Going beyond the limitations of pouring concrete into a formwork, the team at Loughborough University (UK) are taking a lead from the rapid prototyping industry to achieve concrete forms of previously unattainable complexity. See the squiggly shape just behind the guy in the above image? That was printed by the machine he is looking at, as a part of the Freeform Construction Project.

concrete printing print head

The additive manufacturing process we usually refer to as 3D printing has been seen before at architectural scales, both with a Stereolithography approach from D_Shape and the CNC Houses from Caterpillar’s C.R.A.F.T. program. But this time it is different. Dr Richard Buswell and his team are developing a technique that can print large scale volumetric components on-site which allow for full systems integration. This has the potential to usher in a new era of architecture, with greater material efficiency as well as effortless customization to suit the environment.

Amongst the numerous benefits over traditional approaches are most notably:

  • Increased geometrical freedom
  • Structural optimisation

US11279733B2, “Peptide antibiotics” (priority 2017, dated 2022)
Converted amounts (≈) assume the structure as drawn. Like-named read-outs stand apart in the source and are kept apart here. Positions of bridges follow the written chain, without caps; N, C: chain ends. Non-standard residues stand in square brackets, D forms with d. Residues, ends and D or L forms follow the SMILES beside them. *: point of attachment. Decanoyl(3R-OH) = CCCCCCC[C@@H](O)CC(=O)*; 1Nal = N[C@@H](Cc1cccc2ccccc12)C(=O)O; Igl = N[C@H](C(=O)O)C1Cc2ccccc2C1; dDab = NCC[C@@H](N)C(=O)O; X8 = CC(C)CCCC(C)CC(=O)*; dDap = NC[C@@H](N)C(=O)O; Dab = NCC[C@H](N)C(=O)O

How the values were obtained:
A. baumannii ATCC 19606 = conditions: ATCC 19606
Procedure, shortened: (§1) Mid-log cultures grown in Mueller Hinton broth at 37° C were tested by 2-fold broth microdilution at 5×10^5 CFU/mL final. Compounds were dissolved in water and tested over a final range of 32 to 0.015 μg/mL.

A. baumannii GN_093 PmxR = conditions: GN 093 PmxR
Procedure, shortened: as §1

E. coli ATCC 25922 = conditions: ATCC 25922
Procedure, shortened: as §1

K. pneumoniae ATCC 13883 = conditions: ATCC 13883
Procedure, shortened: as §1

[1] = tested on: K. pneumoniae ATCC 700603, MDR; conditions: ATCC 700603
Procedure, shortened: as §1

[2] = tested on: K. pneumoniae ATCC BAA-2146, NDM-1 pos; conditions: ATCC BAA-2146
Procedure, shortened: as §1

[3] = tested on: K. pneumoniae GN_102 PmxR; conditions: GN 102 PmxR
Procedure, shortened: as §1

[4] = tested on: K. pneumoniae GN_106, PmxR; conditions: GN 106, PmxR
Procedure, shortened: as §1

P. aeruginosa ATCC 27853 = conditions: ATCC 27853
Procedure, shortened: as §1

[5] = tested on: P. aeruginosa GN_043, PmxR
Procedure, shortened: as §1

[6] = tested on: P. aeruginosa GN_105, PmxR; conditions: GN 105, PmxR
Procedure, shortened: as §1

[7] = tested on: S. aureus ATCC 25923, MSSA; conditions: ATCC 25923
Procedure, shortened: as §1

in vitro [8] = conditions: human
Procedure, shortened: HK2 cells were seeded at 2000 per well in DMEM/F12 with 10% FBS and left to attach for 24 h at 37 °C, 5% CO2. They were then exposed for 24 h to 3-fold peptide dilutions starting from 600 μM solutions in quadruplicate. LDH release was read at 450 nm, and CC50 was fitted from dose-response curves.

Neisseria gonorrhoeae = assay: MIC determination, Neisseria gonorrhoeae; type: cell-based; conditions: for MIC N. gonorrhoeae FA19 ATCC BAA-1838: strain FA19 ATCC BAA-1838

• Single material construction
  • Function integration
  • Reduction in assembly complexity

So will this research take construction technology way beyond anything the industry has ever seen? Click on the image below to enjoy a video overview (opens in new window) of the process.

concrete printing form

This looks like a project worth keeping an eye on, with the Loughborough team predicting a significant impact on the construction industry within five to ten years. We’d best leave this scale of production to the big boys… after all, there’s still plenty of potential flowing from our makerbots and other home-grown 3D printers.

Thanks to the eagle-eyed Sandy Noble for alerting us to this project via Dr Sungwoo Lim.

See all the details at the Freeform Construction Project.